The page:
Florida's wintertime bite is highly dependent on current. Dynamic wind and water conditions produce upwellings and faster moving currents in the winter months. These oceanic influences can produce outstanding sailfish action as well as wahoo, king mackerel and blackfin tuna from Key West to Sebastian Inlet.
When it comes to physical signs, water quality is priority one in the Keys, said Capt. Brad Simonds of the 43-foot charter boat Southpaw. Simonds looks for current over bottom structure and wrecks off of Key West. Located further east and closer to the Gulf Stream, clean blue water is more common off Islamorada to the north. This differs from Key West where greenish water from the Gulf of Mexico's Loop Current can push in toward the lower Florida Keys. When looking for fish, Simonds is not as concerned with temperature breaks as he is with water clarity and bait. "The presence of bait and color changes is what matters here," he says.
In south Florida, crews find sailfish from October to early spring wherever ballyhoo is present. That's true off Islamorada as well. "Trolling is typical early in the season," Simonds says. "From December on we look for showering ballyhoo on the edge of the reefs."
The area's blackfin tuna fishery is one of the best in the world. Off Key West, Marathon and Islamorada catching a dozen blackfin tuna to 25 pounds while chumming live bait is typical. Hot spots include the Islamorada Hump, the Boca Grande bar in 120 feet and the nearby Sub Wreck in 240 feet of water.
Fishing off of Key West, Simonds encounters wahoo to 50 pounds on a full moon at first light with an easterly current. Fishing near-shore wrecks in 120 to 300 feet with a current edge and live bait often results in multiple hookups. Trolling swimming baits such as ballyhoo with an Iland lure or Sea Witch or deep-running plugs or spoons may allow you to cover more ground but live speedos or redtail scad is what Simonds prefers.
Caught throughout the Keys on reef lines and patch reefs in 20 to 150 feet, speedos bite best in clean water with current on chum lines. Catch them with hoop nets, quill rigs, bait-tipped gold hooks or light spinners with fluorocarbon leaders and hooks tipped with ballyhoo chunks. Minimal handling is required to keep the baits in good shape. Use a dehooker and drop the the fish right into a livewell without handling the fish.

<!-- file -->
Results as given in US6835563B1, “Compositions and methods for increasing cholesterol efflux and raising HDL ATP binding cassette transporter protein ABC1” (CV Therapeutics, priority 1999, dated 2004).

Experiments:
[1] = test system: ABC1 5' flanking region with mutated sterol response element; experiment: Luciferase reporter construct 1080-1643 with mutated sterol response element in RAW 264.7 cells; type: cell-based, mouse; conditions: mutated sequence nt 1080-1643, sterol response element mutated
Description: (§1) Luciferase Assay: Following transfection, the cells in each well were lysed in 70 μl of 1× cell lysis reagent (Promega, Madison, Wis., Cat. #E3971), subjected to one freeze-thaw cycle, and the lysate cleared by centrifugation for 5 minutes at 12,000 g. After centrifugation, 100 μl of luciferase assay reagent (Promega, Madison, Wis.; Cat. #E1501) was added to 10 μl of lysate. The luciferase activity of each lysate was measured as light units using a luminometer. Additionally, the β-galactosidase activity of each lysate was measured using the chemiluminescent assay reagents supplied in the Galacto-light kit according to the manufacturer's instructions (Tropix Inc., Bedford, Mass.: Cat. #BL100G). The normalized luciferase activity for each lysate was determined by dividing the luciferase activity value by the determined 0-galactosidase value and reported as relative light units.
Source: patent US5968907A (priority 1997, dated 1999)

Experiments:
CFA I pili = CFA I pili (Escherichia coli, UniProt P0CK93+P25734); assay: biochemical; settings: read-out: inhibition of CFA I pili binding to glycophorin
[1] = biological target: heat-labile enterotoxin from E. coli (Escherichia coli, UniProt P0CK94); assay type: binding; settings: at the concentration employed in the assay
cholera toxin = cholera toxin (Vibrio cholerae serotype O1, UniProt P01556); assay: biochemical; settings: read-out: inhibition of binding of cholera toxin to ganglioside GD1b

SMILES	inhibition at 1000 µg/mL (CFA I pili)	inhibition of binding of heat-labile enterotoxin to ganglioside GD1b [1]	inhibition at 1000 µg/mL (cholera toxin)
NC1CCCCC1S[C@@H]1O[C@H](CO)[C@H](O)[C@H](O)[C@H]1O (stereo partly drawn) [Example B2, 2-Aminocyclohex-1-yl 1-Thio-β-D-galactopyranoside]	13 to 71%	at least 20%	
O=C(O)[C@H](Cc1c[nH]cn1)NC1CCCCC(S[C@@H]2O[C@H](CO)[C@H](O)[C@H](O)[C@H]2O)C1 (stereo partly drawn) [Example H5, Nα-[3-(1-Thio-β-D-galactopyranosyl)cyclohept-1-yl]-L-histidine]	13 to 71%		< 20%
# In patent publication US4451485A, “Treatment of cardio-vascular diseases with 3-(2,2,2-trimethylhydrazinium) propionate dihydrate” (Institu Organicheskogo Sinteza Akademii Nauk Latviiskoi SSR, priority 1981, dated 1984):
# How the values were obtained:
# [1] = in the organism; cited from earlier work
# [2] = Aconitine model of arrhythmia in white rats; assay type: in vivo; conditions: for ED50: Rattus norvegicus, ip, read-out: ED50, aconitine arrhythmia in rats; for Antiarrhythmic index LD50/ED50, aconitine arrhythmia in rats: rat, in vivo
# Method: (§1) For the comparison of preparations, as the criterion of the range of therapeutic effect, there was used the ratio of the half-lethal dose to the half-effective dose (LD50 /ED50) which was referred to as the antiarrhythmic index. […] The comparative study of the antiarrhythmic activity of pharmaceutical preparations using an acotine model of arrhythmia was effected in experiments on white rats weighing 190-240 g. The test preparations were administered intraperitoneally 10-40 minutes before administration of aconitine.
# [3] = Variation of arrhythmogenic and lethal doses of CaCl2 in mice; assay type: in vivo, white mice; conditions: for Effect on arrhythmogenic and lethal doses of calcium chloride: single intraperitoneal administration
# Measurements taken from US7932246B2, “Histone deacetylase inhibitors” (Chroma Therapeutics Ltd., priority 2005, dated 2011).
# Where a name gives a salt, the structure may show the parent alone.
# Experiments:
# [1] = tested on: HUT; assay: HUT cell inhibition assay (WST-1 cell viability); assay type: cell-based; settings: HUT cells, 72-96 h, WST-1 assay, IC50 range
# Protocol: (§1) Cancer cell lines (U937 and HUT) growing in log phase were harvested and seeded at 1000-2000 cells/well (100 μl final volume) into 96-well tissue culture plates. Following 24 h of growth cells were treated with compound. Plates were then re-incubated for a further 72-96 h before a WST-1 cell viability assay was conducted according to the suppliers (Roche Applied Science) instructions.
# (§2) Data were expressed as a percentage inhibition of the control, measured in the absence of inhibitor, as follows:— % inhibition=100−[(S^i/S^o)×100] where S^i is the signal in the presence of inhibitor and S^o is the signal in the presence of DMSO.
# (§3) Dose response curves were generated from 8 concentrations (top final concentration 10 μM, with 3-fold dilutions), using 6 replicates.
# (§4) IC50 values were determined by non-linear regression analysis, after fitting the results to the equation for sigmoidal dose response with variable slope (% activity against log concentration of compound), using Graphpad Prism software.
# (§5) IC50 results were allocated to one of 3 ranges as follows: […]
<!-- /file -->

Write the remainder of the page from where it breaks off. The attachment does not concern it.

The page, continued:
The physical signs that Miami captain Ray Rosher of Miss Britt charters keys in on are color changes. "Color changes are transition points between inshore and the offshore Gulf Stream water," Rosher says. "These water boundaries or edges hold the bait that attracts sailfish between the upper Keys and Fort Pierce."
Bait and sailfish are not always in blue water, they can be on the green side of the edge too, according to Rosher. Networking with other captains, finding out where they are seeing fish, and monitoring chlorophyll charts helps pinpoint potential hot spots.
"Sailfish are communal, where there is one, there are others. Anytime you see a free-jumper or a tailing fish, that warrants further inspection," Rosher says.
Like trout, sailfish swim into the current to ambush their prey. Once Rosher finds where sailfish are holding, he often drifts and fishes bait off of kites, covering the water column from the surface to as deep as 60-feet. On days when the fish are in dirty water, deep baits produce the most bites. When they're feeding in blue water with a light chop, bites happen within the top 20 feet of the water column.
Jupiter, Florida-based Capt. Wink Doerzbacher focuses on physical conditions when hunting winter sails from the Palm Beaches to Sebastian Inlet. "Here the bottom does not fall off as quick as it does further south where they'll concentrate in a narrow area," Doerzbacher says. "Off Palm Beach you hit 120 feet a mile off the inlet. At Stuart 120 feet is five miles offshore. With the fish spread out, it makes them harder to find."
Sailfish can bite on any wind direction but they bite best kicks off when cold fronts approach and the wind goes from northwest to north and northeast.
"Water temperature is not a big factor but a temperature change of a quarter or more degree suggests a current edge where bait and sailfish congregate," said Doerzbacher.
Aside from temperature breaks, current edges can be marked by a line of scattered grass or color change. Like many captains, he prospects both sides of the color change, working a grid pattern until he gets a bite. After that, tight turns are the order of the day to produce multiple sailfish hookups.
This FishTrack chart of the Florida Keys shows the Gulf Stream edge and color breaks into cleaner blue water.